In the case of an OVI/DUI offense, law enforcement must have probable cause to stop and detain a person allegedly driving a vehicle under the influence of alcohol or substances
Ohio OVI/DUI defenses generally involve either a Fourth Amendment constitutional challenge, errors on the part of law enforcement, or other mitigating circumstances.
- Fourth Amendment Challenges—The Fourth Amendment to the United States Constitution requires that for every search and seizure of evidence, law enforcement must be in possession of a valid warrant, issued in good faith by a judge or magistrate, particularizing the persons to be searched and the items to be seized.
In the case of an OVI/DUI offense, law enforcement must have probable cause to stop and detain a person allegedly driving a vehicle under the influence of alcohol or substances. Pursuant to ORC § 4511.19, “a vehicle” is generally defined as any moving conduit, including airplanes and ATVs.
Probable cause is defined as any indicia of activity that make the existence or commission an offense or a crime more likely than not. In the case of an OVI/DUI offense, indications that the driver is operating a vehicle while impaired by drugs or alcohol can be deduced from the driver’s demeanor (e.g., slurred speech, glassy eyes, lack of coordination, etc.).
In the context of a vehicle stop, “seizure” inheres in a taking of blood or other samples for the purpose of determining the level of alcohol or substances in the offender’s body.
Permissible Stops and Seizures Without a Warrant
There are four instances in which such a stop and seizure or taking is permissible in the absence of a warrant. A seasoned OVI/DUI Lawyer will commonly attack a drunk driving case on these four grounds:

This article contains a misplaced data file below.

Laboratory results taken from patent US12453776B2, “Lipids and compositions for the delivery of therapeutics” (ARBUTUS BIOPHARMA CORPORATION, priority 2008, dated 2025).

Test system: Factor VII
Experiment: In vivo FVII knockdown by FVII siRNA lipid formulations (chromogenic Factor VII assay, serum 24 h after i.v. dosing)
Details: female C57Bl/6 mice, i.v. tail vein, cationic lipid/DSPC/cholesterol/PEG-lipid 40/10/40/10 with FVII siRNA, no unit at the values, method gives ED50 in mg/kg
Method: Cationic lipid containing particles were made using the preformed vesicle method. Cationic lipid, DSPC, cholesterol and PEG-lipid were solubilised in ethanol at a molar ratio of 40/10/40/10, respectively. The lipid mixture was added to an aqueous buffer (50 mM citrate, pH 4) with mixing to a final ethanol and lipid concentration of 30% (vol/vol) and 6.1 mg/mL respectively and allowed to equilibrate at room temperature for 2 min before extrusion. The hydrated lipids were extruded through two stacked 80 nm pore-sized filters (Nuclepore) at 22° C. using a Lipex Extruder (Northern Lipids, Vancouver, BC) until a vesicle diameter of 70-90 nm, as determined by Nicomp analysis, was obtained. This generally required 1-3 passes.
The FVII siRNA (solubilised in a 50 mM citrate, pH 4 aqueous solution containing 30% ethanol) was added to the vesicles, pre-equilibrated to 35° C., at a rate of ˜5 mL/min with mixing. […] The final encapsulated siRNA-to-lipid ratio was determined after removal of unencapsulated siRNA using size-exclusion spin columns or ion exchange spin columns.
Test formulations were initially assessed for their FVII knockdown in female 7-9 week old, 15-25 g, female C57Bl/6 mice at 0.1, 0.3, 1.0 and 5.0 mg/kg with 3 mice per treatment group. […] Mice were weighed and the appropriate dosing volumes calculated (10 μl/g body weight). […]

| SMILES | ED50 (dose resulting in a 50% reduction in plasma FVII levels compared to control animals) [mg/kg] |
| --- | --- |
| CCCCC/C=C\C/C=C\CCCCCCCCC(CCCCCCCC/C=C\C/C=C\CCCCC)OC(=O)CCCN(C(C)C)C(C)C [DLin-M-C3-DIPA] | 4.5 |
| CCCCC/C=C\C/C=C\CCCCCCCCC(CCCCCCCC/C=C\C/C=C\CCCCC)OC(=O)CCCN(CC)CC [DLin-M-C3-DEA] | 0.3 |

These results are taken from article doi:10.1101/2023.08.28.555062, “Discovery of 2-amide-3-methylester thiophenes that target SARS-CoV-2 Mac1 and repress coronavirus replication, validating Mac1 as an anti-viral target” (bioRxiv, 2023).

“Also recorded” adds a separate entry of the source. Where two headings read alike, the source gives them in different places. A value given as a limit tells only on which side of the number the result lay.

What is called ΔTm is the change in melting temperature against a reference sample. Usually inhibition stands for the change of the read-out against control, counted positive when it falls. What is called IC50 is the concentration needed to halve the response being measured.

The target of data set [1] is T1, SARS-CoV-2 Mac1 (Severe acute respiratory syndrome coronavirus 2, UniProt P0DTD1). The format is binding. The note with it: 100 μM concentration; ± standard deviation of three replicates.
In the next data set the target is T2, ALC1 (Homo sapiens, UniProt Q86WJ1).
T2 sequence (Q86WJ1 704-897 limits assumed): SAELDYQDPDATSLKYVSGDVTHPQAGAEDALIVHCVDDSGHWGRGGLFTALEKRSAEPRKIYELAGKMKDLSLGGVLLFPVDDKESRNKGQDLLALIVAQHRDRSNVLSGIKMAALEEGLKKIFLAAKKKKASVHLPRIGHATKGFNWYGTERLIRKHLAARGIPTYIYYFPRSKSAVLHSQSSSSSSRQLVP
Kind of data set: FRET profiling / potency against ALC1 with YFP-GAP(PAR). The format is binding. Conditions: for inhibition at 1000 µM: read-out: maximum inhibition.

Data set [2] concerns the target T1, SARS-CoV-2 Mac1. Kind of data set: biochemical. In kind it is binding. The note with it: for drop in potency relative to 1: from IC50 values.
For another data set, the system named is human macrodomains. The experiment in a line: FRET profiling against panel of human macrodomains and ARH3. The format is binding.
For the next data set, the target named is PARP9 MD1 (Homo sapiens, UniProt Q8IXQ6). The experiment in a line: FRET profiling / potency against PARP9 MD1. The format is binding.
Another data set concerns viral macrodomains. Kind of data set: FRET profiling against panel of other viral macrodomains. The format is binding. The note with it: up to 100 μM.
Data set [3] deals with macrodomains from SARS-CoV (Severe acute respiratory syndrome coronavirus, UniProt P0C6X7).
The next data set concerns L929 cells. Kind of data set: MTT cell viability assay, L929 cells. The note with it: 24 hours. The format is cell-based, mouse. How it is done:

- A Routine, Nonintrusive Stop, during which law enforcement simply stops a vehicle to inquire about routine matters. Invasive procedures, breathalyzer and other testing do not take place. Caveat: Seizures, in any manner, as a consequence of such a stop, is impermissible without a warrant.
- A “Terry Stop,” pursuant to Terry v. Ohio, in which the court held that police must have a reasonable suspicion, based on “specific, articulable facts,” that criminal activity is afoot. When considering whether there is an OVI/DUI offense at issue, there must be specific, articulable facts to support the reasonable belief (an objective standard) that the offense is in progress (e.g., the offender was driving over the speed limit and exhibits incapacity to focus or speak coherently). Note: Any items seized, incident to the stop, in plain view without a warrant are subject to the dictates of the Fourth Amendment, unless there is an imminent danger to the public safety (see #4).
- A Lawful Arrest Upon Probable Cause—As mentioned earlier, probable cause is a reasonable, objective conclusion, based on a deduction of facts, that make it more likely than not that an offense has been committed. If law enforcement observes that an alleged offender’s vehicle is swaying excessively or the driver’s behavior is erratic, there is probable cause to arrest. Vehicle stops and seizures of evidence are permissible without a warrant, incident to that arrest.
- Exigent Circumstances are those in which the necessity of immediate action to protect the public or law enforcement’s safety supersedes the alleged offender’s right to Fourth Amendment protections (e.g., the alleged offender’s conduct will likely cause bodily harm or death to another).
- Improper Conduct By Law Enforcement, involving coercion, threats, or intimidation, either during the vehicle stop or while testing is in progress, will constitute a valid OVI/DUI defense.
- Failure Of law Enforcement to Read Implied Consent Stipulations and Advice, Pursuant to ORC § 4511.191 and ORC 4511.192 regarding the consequences of submitting to a BAC test or other means of determining alcohol or substance levels in the system, and the consequences of an alleged offender’s refusal to submit to such testing.
- The Alleged Offender Was Not, in Fact, Abusing Alcohol or Substances but, rather, driving improperly due to the ingestion of prescription or over-the-counter medications for a specified, documentable condition. Alternatively, if the individual does have alcohol or substances in his/her system and can allege involuntariness or mistaken ingestion, these can also be valid defenses to an OVI/DUI charge.